Six Ways Family Caregivers Can Practice Self-Compassion

Worried woman at her desk

Annie couldn't stop thinking about it: She made a mistake on a document at work yesterday. Then when she got home, her father, who has Alzheimer's disease, accused her of hiding his glasses. "I don't know where they are — I told you a hundred times!” snapped Annie. Later the recriminations seemed to run on a loop though her head. "I'm a bad employee and a terrible caregiver," she kept thinking.

Most of us know that when it comes to caring for others, it's important to have compassion. Studies show that patients who believe their doctor or other healthcare provider truly cares about them tend to have a better outcome — and the same goes for people who receive care from family members.

But do caregivers treat themselves with compassion? That's a different story. We often judge ourselves harshly if we don't live up to our own expectations. Experts remind us to practice self-compassion, which means, in a nutshell, extending to ourselves the same kindness and understanding that we would to others.

This is challenging for many of us, but we can learn. Instead of beating ourselves up for perceived shortcomings, we can recognize that we are doing the best we can. Rather than suppressing feelings of regret, we can open ourselves to them and understand that this is part of being human.

Practicing self-compassion is good for our health.

Researchers from the University of Oxford in the U.K. recently conducted an experiment to observe and measure the physical effects of self-compassion. They noted that test subjects who were instructed to be kind to themselves "not only reported feeling more self-compassion and connection with others, but also showed a bodily response consistent with feelings of relaxation and safety. Their heart rates dropped, as did the variation in length of time between heartbeats — a healthy sign of a heart that can respond flexibly to situations."

Said study author Dr. Hans Kirschner, "These findings suggest that being kind to oneself switches off the threat response and puts the body in a state of safety and relaxation that is important for regeneration and healing."

Family caregivers may find it extra challenging to practice self-compassion techniques. Caregiving can be stressful and it's hard to find a minute to focus on yourself! But studies show that doctors and nurses who practice self-compassion do a better job of caring for patients — and the same goes for family caregivers.

Here are six tips that can help:

1. Be wary of that critical voice in your head. Maybe you find yourself thinking, "Oh no, I forgot to call Dad last night. How could I be such an airhead?" Replace that script with, "I was so busy with all the duties I have that I forgot to call Dad. When people are really busy, they make mistakes like that. I'll call him tonight." If negative self-talk seems to be your default mode, talk to a counselor. You can unlearn that bad habit.

2. Picture yourself as part of the human community. It is a trait of our species to care deeply about the well-being of people we love. So if we think we've let a loved one down, the feelings of distress can grow out of proportion. Rather than judging yourself for not doing enough, or for not living up to your self-imposed standards, think of it like this: "I love my mom and want her to be happy, so when I couldn't visit last week, it made me feel bad. Like any other human, I can't always meet my loved ones' needs perfectly."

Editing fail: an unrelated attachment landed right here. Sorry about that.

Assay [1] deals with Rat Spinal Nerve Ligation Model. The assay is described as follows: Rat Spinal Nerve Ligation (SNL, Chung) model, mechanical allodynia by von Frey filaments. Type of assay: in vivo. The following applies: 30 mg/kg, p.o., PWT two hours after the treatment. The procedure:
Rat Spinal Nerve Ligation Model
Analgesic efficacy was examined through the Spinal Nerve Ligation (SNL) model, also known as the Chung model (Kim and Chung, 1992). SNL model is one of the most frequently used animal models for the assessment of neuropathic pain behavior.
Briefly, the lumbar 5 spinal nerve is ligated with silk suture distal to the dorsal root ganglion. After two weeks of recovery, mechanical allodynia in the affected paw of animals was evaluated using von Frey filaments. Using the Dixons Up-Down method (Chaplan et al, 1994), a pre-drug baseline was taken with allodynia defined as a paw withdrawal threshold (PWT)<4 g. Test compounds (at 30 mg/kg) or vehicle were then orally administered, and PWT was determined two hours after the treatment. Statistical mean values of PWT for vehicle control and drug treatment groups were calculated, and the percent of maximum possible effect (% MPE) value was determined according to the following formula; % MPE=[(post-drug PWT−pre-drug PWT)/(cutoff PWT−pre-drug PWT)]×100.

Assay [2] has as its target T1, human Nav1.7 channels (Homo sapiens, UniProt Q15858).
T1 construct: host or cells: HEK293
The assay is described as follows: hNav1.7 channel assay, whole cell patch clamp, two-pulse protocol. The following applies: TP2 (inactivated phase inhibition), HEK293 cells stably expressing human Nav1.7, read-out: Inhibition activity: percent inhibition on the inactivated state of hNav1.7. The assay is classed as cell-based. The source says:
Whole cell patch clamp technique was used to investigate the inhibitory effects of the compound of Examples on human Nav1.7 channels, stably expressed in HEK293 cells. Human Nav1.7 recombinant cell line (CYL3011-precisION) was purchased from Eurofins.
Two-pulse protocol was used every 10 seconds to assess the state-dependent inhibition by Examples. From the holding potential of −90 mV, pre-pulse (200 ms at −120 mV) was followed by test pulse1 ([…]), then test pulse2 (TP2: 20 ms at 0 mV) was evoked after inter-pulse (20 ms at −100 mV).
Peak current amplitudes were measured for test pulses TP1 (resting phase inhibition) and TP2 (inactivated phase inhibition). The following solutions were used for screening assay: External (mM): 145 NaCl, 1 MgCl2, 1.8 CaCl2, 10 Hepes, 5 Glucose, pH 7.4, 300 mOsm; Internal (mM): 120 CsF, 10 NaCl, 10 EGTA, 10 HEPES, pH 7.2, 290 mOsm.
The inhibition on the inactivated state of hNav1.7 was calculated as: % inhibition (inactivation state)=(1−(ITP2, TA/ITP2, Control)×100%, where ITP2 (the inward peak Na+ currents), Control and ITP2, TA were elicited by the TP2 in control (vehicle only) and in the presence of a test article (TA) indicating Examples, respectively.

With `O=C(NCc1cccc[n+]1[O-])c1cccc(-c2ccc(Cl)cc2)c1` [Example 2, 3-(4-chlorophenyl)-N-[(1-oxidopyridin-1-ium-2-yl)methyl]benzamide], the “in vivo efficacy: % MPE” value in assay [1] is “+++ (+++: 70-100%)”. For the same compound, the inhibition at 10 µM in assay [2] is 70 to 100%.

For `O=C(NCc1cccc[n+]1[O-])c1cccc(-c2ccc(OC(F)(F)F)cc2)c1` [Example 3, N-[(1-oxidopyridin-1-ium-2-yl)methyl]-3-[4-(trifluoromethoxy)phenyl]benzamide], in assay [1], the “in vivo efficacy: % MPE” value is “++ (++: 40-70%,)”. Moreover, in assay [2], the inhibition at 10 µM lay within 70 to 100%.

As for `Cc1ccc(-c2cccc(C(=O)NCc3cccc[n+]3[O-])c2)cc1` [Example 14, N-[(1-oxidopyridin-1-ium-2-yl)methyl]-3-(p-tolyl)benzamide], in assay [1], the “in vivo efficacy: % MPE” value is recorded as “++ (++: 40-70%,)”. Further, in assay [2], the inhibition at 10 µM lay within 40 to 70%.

3. Be aware of your emotions and don't try to suppress them. We can get into a cycle of feeling bad about something … then feeling bad about feeling bad … then trying to tuck our feelings away, only to find them continuing to intrude upon our thoughts. If you're feeling bad about something, sit still and try to experience your feelings fully without judgement. This is a form of meditation that can provide peace and perspective.

Woman hugs herself

4. Treat yourself as you would a dear friend. Experts point out that we are much more likely to extend compassion to friends than to ourselves! What would Annie at the beginning of this article tell a friend who was in the same situation? Probably something like, "Wow, it must be hard to be patient with your dad all the time, and you do so much for him. I don't blame you for losing your cool sometimes!" Then she'd probably give her friend a big hug. Why not give yourself a hug? Experts say it's an effective way to soothe and comfort yourself.

5. Put aside visions you might have of "the perfect caregiver." That person doesn’t exist! Unless you genuinely believe there are problems in the way you are handling your loved one's care, know that you are doing the best you can. If you were to make a list of all your duties, it would no doubt be a lot longer than you think.

6. Take time for yourself. "Caregiver burnout" is a real thing. If you're trying to do it all, stress will make it hard to be kind to yourself. If you catch yourself feeling guilty when you ask for help, repeat as often as necessary: "Taking care of me enables me to take better care of my loved one." There’s an oft-quoted analogy in caregiving: "Put on your own oxygen mask first." Ask family members to help. Consider hiring professional in-home care. And look into an online or in-person support group, where you can receive — and give — supportive feedback in a safe environment.

Right at Home, Inc. is a national organization dedicated to improving the quality of life for those we serve. We fulfill that mission through a dedicated network of locally owned providers of in home care services.